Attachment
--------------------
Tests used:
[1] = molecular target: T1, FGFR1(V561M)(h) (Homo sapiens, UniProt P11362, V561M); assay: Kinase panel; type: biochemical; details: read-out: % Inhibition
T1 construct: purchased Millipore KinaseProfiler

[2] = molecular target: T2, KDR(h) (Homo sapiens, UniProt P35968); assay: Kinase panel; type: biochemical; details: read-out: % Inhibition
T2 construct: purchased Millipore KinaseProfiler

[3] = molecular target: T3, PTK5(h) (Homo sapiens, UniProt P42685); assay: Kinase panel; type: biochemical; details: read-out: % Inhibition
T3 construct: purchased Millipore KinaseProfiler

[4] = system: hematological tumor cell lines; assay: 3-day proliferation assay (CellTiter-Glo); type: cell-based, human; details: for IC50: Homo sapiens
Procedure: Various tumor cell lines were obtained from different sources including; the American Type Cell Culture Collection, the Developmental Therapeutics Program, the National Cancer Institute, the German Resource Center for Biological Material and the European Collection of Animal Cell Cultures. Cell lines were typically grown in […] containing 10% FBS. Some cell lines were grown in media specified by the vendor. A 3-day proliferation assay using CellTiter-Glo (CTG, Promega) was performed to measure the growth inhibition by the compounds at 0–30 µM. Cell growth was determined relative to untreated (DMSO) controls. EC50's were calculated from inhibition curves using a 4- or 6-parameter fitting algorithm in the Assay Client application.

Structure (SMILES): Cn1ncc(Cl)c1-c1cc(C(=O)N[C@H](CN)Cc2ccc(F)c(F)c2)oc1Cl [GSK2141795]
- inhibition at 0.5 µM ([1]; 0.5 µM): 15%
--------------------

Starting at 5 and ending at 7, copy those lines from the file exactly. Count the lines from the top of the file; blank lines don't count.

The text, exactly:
T2 construct: purchased Millipore KinaseProfiler

[3] = molecular target: T3, PTK5(h) (Homo sapiens, UniProt P42685); assay: Kinase panel; type: biochemical; details: read-out: % Inhibition
T3 construct: purchased Millipore KinaseProfiler